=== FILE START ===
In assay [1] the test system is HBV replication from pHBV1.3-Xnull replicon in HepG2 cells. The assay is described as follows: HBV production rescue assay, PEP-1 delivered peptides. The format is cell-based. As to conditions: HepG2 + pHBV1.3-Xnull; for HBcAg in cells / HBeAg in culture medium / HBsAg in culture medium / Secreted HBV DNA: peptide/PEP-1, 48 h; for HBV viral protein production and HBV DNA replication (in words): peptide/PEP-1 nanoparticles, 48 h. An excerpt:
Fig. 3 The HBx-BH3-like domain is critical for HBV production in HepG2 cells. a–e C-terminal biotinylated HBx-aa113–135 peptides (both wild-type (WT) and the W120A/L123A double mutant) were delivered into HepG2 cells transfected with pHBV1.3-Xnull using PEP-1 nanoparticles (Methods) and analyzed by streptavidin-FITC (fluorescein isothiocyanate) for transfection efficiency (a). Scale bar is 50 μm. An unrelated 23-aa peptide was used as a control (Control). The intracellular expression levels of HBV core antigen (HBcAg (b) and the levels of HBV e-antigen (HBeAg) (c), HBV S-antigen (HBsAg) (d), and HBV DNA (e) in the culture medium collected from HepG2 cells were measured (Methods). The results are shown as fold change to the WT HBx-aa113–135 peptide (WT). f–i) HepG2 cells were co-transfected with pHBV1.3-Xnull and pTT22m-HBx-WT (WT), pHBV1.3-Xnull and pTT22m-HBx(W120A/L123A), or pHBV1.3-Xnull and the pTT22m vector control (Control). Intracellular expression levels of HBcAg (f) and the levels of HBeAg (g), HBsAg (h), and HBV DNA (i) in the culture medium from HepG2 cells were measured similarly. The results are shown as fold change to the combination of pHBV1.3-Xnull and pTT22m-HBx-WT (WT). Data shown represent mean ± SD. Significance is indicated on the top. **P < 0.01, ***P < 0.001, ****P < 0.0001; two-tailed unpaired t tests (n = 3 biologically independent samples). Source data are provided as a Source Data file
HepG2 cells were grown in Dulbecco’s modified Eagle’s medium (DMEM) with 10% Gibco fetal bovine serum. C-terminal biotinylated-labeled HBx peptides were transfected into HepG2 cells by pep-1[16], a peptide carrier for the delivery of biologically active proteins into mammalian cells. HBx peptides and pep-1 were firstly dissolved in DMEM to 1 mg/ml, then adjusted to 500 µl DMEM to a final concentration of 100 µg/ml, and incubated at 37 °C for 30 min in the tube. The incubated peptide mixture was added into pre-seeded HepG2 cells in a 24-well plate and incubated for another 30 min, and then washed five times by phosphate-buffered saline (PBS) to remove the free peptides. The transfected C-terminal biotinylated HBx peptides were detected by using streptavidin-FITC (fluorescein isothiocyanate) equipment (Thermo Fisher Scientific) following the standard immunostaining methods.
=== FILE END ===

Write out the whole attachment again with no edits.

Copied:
In assay [1] the test system is HBV replication from pHBV1.3-Xnull replicon in HepG2 cells. The assay is described as follows: HBV production rescue assay, PEP-1 delivered peptides. The format is cell-based. As to conditions: HepG2 + pHBV1.3-Xnull; for HBcAg in cells / HBeAg in culture medium / HBsAg in culture medium / Secreted HBV DNA: peptide/PEP-1, 48 h; for HBV viral protein production and HBV DNA replication (in words): peptide/PEP-1 nanoparticles, 48 h. An excerpt:
Fig. 3 The HBx-BH3-like domain is critical for HBV production in HepG2 cells. a–e C-terminal biotinylated HBx-aa113–135 peptides (both wild-type (WT) and the W120A/L123A double mutant) were delivered into HepG2 cells transfected with pHBV1.3-Xnull using PEP-1 nanoparticles (Methods) and analyzed by streptavidin-FITC (fluorescein isothiocyanate) for transfection efficiency (a). Scale bar is 50 μm. An unrelated 23-aa peptide was used as a control (Control). The intracellular expression levels of HBV core antigen (HBcAg (b) and the levels of HBV e-antigen (HBeAg) (c), HBV S-antigen (HBsAg) (d), and HBV DNA (e) in the culture medium collected from HepG2 cells were measured (Methods). The results are shown as fold change to the WT HBx-aa113–135 peptide (WT). f–i) HepG2 cells were co-transfected with pHBV1.3-Xnull and pTT22m-HBx-WT (WT), pHBV1.3-Xnull and pTT22m-HBx(W120A/L123A), or pHBV1.3-Xnull and the pTT22m vector control (Control). Intracellular expression levels of HBcAg (f) and the levels of HBeAg (g), HBsAg (h), and HBV DNA (i) in the culture medium from HepG2 cells were measured similarly. The results are shown as fold change to the combination of pHBV1.3-Xnull and pTT22m-HBx-WT (WT). Data shown represent mean ± SD. Significance is indicated on the top. **P < 0.01, ***P < 0.001, ****P < 0.0001; two-tailed unpaired t tests (n = 3 biologically independent samples). Source data are provided as a Source Data file
HepG2 cells were grown in Dulbecco’s modified Eagle’s medium (DMEM) with 10% Gibco fetal bovine serum. C-terminal biotinylated-labeled HBx peptides were transfected into HepG2 cells by pep-1[16], a peptide carrier for the delivery of biologically active proteins into mammalian cells. HBx peptides and pep-1 were firstly dissolved in DMEM to 1 mg/ml, then adjusted to 500 µl DMEM to a final concentration of 100 µg/ml, and incubated at 37 °C for 30 min in the tube. The incubated peptide mixture was added into pre-seeded HepG2 cells in a 24-well plate and incubated for another 30 min, and then washed five times by phosphate-buffered saline (PBS) to remove the free peptides. The transfected C-terminal biotinylated HBx peptides were detected by using streptavidin-FITC (fluorescein isothiocyanate) equipment (Thermo Fisher Scientific) following the standard immunostaining methods.